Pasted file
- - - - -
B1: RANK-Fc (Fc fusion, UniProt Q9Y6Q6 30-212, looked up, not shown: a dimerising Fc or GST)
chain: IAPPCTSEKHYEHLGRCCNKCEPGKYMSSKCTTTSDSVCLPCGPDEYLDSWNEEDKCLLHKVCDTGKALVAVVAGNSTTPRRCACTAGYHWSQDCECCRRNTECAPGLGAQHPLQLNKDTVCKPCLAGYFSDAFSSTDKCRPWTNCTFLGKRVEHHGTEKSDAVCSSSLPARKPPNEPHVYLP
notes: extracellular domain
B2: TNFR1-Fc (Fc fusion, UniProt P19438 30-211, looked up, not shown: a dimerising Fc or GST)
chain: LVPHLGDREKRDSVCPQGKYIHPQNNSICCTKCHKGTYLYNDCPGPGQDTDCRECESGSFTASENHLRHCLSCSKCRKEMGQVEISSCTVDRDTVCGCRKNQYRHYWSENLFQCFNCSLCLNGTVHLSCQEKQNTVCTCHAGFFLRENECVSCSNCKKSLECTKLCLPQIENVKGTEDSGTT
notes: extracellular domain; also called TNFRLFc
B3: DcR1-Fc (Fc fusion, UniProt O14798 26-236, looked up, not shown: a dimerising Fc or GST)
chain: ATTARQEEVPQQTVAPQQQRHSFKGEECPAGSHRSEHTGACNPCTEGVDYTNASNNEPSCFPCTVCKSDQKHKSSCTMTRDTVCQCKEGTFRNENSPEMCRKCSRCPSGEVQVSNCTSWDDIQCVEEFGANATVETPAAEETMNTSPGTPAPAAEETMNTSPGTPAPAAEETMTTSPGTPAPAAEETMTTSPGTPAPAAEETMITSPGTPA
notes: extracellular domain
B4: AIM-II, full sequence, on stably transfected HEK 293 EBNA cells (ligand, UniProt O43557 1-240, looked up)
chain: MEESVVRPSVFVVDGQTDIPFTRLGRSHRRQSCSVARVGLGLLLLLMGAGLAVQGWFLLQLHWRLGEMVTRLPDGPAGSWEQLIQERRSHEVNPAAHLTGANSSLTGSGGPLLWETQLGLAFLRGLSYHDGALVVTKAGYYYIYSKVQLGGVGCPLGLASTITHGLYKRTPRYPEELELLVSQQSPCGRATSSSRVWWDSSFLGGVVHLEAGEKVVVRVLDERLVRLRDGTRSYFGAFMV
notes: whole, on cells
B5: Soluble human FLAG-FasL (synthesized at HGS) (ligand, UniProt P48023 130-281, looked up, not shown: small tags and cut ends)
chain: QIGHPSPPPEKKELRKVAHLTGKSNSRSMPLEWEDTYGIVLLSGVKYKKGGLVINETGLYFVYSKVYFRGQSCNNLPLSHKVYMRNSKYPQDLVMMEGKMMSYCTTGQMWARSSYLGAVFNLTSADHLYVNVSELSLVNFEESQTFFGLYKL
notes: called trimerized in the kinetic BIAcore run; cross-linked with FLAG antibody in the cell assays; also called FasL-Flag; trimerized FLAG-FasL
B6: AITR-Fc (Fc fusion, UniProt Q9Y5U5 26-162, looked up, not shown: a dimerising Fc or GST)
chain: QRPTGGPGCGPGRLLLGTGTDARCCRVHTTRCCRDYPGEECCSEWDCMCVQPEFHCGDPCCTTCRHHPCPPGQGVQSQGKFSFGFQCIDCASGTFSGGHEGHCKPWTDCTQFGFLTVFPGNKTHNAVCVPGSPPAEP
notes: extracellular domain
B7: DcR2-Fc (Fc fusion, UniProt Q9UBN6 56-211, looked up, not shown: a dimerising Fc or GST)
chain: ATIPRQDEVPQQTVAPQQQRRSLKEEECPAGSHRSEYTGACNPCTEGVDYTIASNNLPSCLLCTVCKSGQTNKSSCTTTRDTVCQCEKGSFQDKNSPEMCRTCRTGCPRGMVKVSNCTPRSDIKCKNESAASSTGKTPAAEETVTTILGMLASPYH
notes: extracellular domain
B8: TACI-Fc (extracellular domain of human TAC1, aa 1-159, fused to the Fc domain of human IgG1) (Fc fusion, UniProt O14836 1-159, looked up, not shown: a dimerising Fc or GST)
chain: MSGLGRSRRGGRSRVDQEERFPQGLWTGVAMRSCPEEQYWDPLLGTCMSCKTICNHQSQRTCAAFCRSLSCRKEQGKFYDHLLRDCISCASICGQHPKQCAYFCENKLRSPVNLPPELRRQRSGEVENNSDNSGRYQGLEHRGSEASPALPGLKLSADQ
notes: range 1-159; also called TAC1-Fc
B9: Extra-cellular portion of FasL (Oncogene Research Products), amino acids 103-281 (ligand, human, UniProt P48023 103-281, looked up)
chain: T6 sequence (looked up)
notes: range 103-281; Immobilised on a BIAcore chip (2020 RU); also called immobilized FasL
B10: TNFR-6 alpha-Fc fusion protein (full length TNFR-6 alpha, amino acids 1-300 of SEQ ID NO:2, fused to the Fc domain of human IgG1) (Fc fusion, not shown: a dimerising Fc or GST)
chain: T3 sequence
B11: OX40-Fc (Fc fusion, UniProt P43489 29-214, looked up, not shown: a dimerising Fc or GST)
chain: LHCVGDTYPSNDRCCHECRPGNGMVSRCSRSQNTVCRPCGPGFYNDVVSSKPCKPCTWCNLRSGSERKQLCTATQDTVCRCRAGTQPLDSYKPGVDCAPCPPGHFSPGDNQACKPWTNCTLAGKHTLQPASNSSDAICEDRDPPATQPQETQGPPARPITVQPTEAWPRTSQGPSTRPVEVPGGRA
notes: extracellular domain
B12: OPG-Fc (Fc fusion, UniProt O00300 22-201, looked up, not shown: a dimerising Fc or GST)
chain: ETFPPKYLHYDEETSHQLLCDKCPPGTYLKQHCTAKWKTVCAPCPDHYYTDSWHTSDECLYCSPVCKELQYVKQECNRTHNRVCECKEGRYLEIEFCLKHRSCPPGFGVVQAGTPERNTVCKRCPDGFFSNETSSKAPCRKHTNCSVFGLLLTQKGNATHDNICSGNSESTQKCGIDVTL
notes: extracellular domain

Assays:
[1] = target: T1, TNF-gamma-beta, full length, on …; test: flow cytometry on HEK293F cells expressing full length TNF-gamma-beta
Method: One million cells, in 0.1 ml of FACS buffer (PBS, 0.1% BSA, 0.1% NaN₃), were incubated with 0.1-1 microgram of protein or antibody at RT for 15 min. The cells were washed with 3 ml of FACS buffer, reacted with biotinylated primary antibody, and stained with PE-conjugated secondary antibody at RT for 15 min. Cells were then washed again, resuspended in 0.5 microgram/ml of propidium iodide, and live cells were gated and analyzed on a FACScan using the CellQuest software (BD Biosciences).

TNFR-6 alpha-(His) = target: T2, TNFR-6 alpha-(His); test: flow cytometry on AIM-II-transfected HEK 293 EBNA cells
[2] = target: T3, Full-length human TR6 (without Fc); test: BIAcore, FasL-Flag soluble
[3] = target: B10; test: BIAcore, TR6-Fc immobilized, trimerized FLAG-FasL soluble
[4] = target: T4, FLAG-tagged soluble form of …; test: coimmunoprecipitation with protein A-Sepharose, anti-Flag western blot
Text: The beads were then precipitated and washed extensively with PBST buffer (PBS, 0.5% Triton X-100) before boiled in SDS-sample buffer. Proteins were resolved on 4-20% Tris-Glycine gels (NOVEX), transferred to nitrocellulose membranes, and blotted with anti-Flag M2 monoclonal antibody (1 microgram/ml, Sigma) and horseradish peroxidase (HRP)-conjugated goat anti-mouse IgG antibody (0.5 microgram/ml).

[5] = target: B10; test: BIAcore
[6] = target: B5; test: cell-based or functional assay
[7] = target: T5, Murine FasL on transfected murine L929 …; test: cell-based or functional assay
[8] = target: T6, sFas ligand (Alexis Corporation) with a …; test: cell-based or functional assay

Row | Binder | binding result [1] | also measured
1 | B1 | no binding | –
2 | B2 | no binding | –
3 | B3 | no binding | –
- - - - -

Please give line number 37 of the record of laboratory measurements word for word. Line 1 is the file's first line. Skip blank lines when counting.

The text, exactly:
[1] = target: T1, TNF-gamma-beta, full length, on …; test: flow cytometry on HEK293F cells expressing full length TNF-gamma-beta